Olivia Jade returns to YouTube after the admission scandal

Several USC students said that the daughter of actress Lori Loughlin should have stayed away from social media even months after the admissions scandal.

Olivia Jade Giannulli returned to YouTube Sunday with a two-minute video, after her nine-month hiatus from social media since the college admissions scandal broke out in March.

In the video, she stated that she “legally can’t speak” about the scandal or share any thoughts on it, but she’s looking forward to being back on YouTube and uploading videos. Giannulli spoke about her hesitation to return back to the platform.

“Though I’m terrified to make this video and to come back, I know that I also want to start taking smaller steps in the right direction,” she said.

Giannulli also discussed how she missed creating content and was looking forward to pursuing her interests again.

“This is something that I’m really passionate about and something I really like to do, but I also didn’t know,” she said. “I debated for seven or eight months like, well if I can’t talk about it, is there a point in coming back and not being able to say anything? I want to come back because I want to come back.”

Since Giannulli posted, she was met with a lot of backlash on social media with one user, Jeremy Mageau, who snarkily commented on her video, “I feel bad, nobody knows how hard her life actually is, she has to scam her way into a whole different college now! Imagine the stress?”

Twitter user Sebastian Silvia, who studies architecture at USC, had a similar take when he tweeted, “olivia jade on YouTube again that means finals season at USC is blessed everyone will get A’s and clear skin yup yup yup.”

However, Giannulli also received a lot of support on social media. YouTube user Dakota Wakeley commented on her video, “Come back and do what you love. We can all imagine how your life has been through all of this and only you know your story. Keep moving forward and keep your head up. Good luck.”

Anna Fujii, a USC sophomore majoring in cinema and media studies, expressed doubt that Giannulli will be able to have a successful return to YouTube following the scandal.

“I think it’s really courageous of her to try, especially [since] she knew the critiques going back into this,” Fujii said. “There is such heavy cancel culture and because this was a national … scandal, I’m not sure if she’ll ever get back her original branding.”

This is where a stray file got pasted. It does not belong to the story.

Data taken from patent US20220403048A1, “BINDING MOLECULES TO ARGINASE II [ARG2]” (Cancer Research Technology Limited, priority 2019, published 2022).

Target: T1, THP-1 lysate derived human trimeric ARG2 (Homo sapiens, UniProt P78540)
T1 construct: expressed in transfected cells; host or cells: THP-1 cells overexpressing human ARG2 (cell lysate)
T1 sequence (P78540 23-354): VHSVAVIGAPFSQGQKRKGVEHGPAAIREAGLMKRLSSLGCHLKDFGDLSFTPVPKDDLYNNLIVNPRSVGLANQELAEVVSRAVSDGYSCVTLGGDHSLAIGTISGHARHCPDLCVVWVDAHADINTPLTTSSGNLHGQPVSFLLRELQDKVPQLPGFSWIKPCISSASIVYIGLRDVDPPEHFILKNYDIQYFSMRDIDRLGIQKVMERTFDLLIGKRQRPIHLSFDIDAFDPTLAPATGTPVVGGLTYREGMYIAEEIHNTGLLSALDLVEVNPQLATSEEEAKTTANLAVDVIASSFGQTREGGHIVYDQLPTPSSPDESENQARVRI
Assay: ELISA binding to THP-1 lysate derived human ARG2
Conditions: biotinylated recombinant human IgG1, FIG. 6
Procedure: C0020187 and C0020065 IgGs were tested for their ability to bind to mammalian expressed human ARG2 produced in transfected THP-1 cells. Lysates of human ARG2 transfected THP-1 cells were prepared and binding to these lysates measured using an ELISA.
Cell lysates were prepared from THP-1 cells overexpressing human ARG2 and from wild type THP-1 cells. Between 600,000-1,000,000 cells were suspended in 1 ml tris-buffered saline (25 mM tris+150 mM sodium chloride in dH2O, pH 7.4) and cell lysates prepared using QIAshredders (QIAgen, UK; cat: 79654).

Fujii, a member of Reach, a student organization centered around social media, still believes Giannulli will have a large following of people watching her videos.

“She’ll never go back to the same person that she was, but she’ll still have attention,” Fujii said.

“America loves to hate. Especially online, people love to follow the drama.”

While Giannulli’s YouTube channel is active again, some students are concerned that her audiences’ attention will be concentrated on the wrong issues.

“No one talks about how what happened impacted the minorities on campus, like low-income first-generation students,” said Sullyari Bautista, a junior majoring in political science. “The scandal wasn’t just about them, but it was a slap in the face for everyone who has experienced imposter syndrome and feels like they don’t belong.”

Kelsey Kussman, a sophomore majoring in anthropology, echoed Bautista’s sentiment.

“She [Giannulli] definitely epitomizes the split in colleges between the extremely privileged and students who don’t have those same opportunities,” Kussman said. “I think she sort of has become a symbol of that.”

Giannulli’s video does not have any sort of apology in it, which has been a point of concern for Kussman. She also added how Giannulli is profiting off her infamy with few consequences.

“I would like to not hear about it [Giannulli’s channel] going forward because I just like don’t want her to get more publicity,” Kussman said. “There’s more of an opportunity for her to monetize it, and that just pisses me off.”